When hospital patients in Ohio go in for surgery, they trust that the surgical staff will do everything in their power to keep them safe and sound. Unfortunately, a recent study by Johns Hopkins reveals that surgical errors are much more common than we would like to think.
After intensely surveying national medical malpractice claims, researchers found that surgeons in the United States leave a foreign object — like a sponge or towel — in a patient’s body after surgery about 39 times per week on average.
Additionally, the wrong procedure is performed on a patient about 20 times per week, and the wrong body part is also operated on about 20 times per week. If these numbers are correct, all of these so-called “never events” will occur at least once to unsuspecting patients by the end of the day.
The study was aimed at quantifying the rate of “never events” in hospitals throughout the United States. The surgical mistakes are referred to as “never events” because there is universal agreement within the medical profession that they are preventable and thus should never happen.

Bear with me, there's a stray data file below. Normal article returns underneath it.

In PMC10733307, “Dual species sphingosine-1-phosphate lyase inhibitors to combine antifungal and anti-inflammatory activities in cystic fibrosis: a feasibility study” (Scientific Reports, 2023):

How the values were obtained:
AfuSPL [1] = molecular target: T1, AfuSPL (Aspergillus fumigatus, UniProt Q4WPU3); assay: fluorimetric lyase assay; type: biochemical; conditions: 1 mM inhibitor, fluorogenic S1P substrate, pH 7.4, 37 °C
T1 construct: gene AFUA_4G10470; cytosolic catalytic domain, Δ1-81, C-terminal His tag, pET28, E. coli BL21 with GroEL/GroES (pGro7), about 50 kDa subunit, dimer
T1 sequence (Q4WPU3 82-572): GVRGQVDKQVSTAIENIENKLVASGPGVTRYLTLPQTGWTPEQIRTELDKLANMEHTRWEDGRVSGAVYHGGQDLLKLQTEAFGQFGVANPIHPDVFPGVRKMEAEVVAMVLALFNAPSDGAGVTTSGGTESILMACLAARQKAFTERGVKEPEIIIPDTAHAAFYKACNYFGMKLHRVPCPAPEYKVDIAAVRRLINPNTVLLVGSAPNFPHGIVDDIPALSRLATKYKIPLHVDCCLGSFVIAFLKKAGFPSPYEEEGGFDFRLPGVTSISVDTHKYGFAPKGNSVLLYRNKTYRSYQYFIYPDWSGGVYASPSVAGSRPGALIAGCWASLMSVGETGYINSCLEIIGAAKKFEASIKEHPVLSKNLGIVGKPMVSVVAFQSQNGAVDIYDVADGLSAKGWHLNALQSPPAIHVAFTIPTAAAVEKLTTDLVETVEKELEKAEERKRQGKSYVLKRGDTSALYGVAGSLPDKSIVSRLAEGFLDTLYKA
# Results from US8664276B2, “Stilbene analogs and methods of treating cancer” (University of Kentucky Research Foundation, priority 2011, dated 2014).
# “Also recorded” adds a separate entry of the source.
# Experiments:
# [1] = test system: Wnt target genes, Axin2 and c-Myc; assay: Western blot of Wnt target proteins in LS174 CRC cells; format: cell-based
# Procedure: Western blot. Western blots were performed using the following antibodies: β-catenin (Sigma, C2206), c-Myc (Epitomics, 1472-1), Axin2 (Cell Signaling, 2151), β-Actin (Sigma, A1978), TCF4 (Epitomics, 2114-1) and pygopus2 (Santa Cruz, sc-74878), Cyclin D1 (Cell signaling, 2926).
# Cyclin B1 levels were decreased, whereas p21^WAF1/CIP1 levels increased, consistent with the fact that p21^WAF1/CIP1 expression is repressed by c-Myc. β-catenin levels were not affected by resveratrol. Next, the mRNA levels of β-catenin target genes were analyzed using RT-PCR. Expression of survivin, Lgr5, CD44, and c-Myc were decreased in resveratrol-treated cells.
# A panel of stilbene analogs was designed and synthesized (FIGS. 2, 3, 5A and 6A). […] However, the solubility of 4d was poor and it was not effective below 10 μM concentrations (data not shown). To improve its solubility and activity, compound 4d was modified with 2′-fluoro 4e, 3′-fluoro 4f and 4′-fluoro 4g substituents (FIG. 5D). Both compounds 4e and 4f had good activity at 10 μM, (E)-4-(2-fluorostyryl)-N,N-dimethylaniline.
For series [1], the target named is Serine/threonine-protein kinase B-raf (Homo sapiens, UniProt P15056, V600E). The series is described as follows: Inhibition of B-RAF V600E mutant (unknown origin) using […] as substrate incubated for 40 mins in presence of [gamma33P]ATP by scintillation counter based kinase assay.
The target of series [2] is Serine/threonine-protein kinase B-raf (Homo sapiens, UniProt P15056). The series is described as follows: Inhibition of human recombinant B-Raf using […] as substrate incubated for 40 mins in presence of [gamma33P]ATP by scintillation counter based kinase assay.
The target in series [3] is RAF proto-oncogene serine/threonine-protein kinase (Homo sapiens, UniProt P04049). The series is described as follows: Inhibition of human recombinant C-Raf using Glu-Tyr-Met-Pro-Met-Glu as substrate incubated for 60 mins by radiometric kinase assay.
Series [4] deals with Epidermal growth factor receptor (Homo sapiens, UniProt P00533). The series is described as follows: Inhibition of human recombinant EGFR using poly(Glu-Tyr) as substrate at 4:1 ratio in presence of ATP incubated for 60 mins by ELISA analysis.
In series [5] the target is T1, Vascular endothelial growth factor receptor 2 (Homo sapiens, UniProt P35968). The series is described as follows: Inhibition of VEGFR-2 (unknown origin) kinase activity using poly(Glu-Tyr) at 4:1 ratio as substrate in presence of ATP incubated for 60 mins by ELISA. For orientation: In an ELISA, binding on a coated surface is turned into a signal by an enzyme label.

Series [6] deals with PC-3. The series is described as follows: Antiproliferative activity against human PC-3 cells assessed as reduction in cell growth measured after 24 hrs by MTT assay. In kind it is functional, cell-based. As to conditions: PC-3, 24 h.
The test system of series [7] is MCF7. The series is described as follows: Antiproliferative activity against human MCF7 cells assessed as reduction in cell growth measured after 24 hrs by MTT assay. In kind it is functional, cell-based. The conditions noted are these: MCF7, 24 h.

However, the Johns Hopkins study, which was recently published in the online medical journal Surgery, reveals that at least 80,000 “never events” occurred in United States hospitals between 1990 and 2010. The leader of the study said the results show that the “there’s a lot of work to be done” in reducing these “entirely preventable” surgical mistakes.
One of the important steps in reducing “never events” is requiring hospitals to report them, the study’s leader said. This would “put hospitals under the gun to make things safer” as well as give patients the information they need to choose where to have procedures done, he said.
For the people who have already been harmed by surgical errors, a medical malpractice claim is one way they might gain retribution. Much like the reporting of errors, medical malpractice lawsuits also encourage hospitals to place a higher emphasis on patient safety.
Source: Infection Control Today, “Johns Hopkins Malpractice Study Reveals Surgical ‘Never Events’ Occur at Least 4,000 Times Annually,” Dec. 19, 2012